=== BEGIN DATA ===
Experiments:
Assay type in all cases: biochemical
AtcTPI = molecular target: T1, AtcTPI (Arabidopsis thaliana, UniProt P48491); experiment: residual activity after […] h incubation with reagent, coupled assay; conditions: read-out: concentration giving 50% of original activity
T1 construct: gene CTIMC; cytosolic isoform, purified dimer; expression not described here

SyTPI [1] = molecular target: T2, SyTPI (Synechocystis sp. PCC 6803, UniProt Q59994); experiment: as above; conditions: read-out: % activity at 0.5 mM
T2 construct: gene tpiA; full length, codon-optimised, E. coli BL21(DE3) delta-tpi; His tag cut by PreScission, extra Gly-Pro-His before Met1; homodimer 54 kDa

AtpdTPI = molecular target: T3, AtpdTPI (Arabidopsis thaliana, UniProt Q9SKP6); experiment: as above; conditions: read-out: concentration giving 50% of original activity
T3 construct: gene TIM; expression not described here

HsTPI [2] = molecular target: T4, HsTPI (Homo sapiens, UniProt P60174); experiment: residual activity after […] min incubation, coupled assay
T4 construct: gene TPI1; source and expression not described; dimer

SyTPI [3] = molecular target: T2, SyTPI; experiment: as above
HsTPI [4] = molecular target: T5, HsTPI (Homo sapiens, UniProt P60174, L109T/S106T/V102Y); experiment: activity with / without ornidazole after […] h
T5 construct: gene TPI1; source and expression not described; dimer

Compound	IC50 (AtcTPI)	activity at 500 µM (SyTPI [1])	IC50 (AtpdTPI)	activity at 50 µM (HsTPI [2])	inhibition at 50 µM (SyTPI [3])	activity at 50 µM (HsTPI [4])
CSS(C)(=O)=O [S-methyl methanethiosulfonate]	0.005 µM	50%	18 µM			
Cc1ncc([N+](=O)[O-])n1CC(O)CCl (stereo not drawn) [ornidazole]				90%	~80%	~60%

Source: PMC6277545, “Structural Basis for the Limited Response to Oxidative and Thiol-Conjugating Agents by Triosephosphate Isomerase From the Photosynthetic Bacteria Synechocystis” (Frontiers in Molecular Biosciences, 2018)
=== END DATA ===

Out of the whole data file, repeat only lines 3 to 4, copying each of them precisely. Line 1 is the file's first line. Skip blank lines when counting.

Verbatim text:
AtcTPI = molecular target: T1, AtcTPI (Arabidopsis thaliana, UniProt P48491); experiment: residual activity after […] h incubation with reagent, coupled assay; conditions: read-out: concentration giving 50% of original activity
T1 construct: gene CTIMC; cytosolic isoform, purified dimer; expression not described here